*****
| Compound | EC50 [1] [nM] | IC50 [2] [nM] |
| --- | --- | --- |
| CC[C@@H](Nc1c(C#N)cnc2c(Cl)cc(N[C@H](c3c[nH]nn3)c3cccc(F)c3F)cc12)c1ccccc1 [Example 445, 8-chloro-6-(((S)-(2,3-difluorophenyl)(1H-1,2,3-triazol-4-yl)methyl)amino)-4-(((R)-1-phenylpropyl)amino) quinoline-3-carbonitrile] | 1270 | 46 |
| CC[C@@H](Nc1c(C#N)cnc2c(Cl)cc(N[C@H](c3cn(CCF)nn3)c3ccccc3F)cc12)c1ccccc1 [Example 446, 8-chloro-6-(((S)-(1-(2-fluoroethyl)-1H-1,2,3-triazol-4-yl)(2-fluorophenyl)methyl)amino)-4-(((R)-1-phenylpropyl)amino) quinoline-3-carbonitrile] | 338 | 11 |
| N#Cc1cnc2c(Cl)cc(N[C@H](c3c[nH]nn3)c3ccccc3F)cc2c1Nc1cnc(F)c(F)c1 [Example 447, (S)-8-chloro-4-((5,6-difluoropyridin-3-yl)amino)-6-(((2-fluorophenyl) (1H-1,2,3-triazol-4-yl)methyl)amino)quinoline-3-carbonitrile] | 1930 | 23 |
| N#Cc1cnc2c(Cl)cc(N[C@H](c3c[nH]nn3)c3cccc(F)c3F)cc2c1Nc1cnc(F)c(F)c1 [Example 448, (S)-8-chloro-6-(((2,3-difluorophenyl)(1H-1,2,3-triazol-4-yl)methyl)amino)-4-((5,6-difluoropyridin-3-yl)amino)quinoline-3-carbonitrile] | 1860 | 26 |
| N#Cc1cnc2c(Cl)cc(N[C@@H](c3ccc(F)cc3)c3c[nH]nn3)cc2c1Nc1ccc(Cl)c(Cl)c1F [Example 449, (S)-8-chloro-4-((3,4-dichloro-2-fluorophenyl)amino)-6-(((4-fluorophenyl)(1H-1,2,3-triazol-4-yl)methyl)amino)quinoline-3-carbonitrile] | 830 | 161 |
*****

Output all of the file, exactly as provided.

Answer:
| Compound | EC50 [1] [nM] | IC50 [2] [nM] |
| --- | --- | --- |
| CC[C@@H](Nc1c(C#N)cnc2c(Cl)cc(N[C@H](c3c[nH]nn3)c3cccc(F)c3F)cc12)c1ccccc1 [Example 445, 8-chloro-6-(((S)-(2,3-difluorophenyl)(1H-1,2,3-triazol-4-yl)methyl)amino)-4-(((R)-1-phenylpropyl)amino) quinoline-3-carbonitrile] | 1270 | 46 |
| CC[C@@H](Nc1c(C#N)cnc2c(Cl)cc(N[C@H](c3cn(CCF)nn3)c3ccccc3F)cc12)c1ccccc1 [Example 446, 8-chloro-6-(((S)-(1-(2-fluoroethyl)-1H-1,2,3-triazol-4-yl)(2-fluorophenyl)methyl)amino)-4-(((R)-1-phenylpropyl)amino) quinoline-3-carbonitrile] | 338 | 11 |
| N#Cc1cnc2c(Cl)cc(N[C@H](c3c[nH]nn3)c3ccccc3F)cc2c1Nc1cnc(F)c(F)c1 [Example 447, (S)-8-chloro-4-((5,6-difluoropyridin-3-yl)amino)-6-(((2-fluorophenyl) (1H-1,2,3-triazol-4-yl)methyl)amino)quinoline-3-carbonitrile] | 1930 | 23 |
| N#Cc1cnc2c(Cl)cc(N[C@H](c3c[nH]nn3)c3cccc(F)c3F)cc2c1Nc1cnc(F)c(F)c1 [Example 448, (S)-8-chloro-6-(((2,3-difluorophenyl)(1H-1,2,3-triazol-4-yl)methyl)amino)-4-((5,6-difluoropyridin-3-yl)amino)quinoline-3-carbonitrile] | 1860 | 26 |
| N#Cc1cnc2c(Cl)cc(N[C@@H](c3ccc(F)cc3)c3c[nH]nn3)cc2c1Nc1ccc(Cl)c(Cl)c1F [Example 449, (S)-8-chloro-4-((3,4-dichloro-2-fluorophenyl)amino)-6-(((4-fluorophenyl)(1H-1,2,3-triazol-4-yl)methyl)amino)quinoline-3-carbonitrile] | 830 | 161 |